January 21, 2009
7:00 - 9:00 pm
Says there's no way he'd do that. At least, that's what the Herald headline tells us. As Dan Kennedy notes the story itself is filled with the sort of weasel words that leave City Hall an out should city finances deteriorate even more - so the Globe Globe story the Herald is in reaction to isn't necessarily wrong (besides: It said the layoffs were under consideration, not a fait accompli).
And what about teachers and firefighters? The Herald either didn't ask or is holding that for its new series: City Hall Under Siege.
Meanwhile, the Outraged Liberal wouldn't be at all surprised if Menino authorized the leak that led to the Globe story (which was based on conversations with two unnamed officials in an alleged position to know) as a way to send a message to Deval Patrick to go easy on the local-aid cuts.
The Globe reports Menino says now's not the time, partly because the city needs to save the money he wanted to spend on all those studies and construction and moving, partly because nobody would pay the city what it once thought it would get for the current City Hall.
History is what you think of when you think of the city of Boston. Yet the history of city hall departments needs to be made more accessible to those of us with strong interests in municipal governmental history. Routinely public access is deflected or blocked for public meetings and to public records regardless of what officials claim about transparency. A Mayoral Directive and a Boston City Council Order are needed for the more routine transmittal of public city documents to our Government Documents Department http://bpl.org/research/govdocs/local.htm of Boston Public Library.
Bad weather washed out ticket sales for this year's festival, leaving WUMB radio with a $12,000 loss. So there will be no festival next year.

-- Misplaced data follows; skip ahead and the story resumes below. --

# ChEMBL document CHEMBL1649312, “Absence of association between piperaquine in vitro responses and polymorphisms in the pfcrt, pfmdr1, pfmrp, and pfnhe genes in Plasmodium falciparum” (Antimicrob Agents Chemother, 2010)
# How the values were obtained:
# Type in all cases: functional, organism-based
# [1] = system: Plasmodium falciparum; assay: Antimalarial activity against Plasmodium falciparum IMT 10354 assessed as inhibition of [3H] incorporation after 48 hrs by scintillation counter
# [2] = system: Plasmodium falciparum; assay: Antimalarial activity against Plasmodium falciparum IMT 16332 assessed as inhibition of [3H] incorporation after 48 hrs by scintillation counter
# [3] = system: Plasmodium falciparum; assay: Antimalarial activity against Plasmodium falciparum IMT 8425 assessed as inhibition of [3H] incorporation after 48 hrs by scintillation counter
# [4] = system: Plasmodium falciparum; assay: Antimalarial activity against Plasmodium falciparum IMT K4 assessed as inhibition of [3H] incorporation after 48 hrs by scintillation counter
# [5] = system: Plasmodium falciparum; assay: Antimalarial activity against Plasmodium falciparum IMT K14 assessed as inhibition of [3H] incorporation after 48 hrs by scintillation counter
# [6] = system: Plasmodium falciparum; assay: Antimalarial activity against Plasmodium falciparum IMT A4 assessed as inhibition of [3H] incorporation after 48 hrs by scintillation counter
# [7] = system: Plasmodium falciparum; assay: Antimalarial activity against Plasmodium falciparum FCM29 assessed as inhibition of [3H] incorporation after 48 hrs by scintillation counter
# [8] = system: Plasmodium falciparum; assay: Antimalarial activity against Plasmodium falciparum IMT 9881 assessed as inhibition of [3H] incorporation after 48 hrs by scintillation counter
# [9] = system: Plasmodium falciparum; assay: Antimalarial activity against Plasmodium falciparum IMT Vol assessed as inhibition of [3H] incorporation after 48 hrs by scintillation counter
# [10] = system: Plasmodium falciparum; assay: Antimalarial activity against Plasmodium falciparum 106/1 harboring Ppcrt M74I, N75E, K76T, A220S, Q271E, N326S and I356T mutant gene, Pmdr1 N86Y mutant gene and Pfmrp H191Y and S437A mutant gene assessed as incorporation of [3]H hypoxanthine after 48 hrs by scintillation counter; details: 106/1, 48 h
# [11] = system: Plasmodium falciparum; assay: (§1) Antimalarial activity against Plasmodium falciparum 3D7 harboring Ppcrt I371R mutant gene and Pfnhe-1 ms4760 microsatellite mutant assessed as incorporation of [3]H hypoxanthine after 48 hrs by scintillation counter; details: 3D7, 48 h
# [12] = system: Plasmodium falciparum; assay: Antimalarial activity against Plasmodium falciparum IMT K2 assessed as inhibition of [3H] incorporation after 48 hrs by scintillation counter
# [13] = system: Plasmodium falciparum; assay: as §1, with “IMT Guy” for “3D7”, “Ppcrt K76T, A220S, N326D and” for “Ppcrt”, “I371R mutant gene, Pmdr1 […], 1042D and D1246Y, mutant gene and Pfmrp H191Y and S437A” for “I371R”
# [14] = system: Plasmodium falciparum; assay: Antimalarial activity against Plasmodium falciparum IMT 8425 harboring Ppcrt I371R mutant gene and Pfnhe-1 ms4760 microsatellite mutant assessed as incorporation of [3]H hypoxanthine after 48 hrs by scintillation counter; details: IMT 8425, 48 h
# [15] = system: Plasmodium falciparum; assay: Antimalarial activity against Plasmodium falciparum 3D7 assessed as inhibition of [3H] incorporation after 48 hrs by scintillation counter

BostonZest illustrates why.
The good news is violence is still nowhere near the levels of the crack-fueled early 1990s. The bad news, according to this report by Northeastern's James Fox and Mark Swatt, is that violence among this group is on the increase, even as violent crime in Boston in general is going down.
Between 2001 and 2007, the homicide rate among blacks in Boston, aged 14-24, increased from 36 to 64, or 78%, compared to a decrease among the comparable white group from 15 to 9, they report. Across Massachusetts, the homicide rate among blacks, 14-24, increased 98% (the homicide rate among comparable whites also increased, but by 17%, so that more young blacks now die violently in Massachusetts than young whites, even though they make up a much smaller percentage of the population).
The Globe has analysis and comments.
Down amidst the news about Tom Menino spending roughly $400,000 a year campaigning for the past three years against, oh, nobody in particular is Hizzonah's assertion that he's not yet sure if he'll be running next year.
Meanwhile, Yoon recently sent out a fundraising e-mail that went something like: I need to raise $100,000 by the end of the year to run for mayor in 2009 or I'll be called home.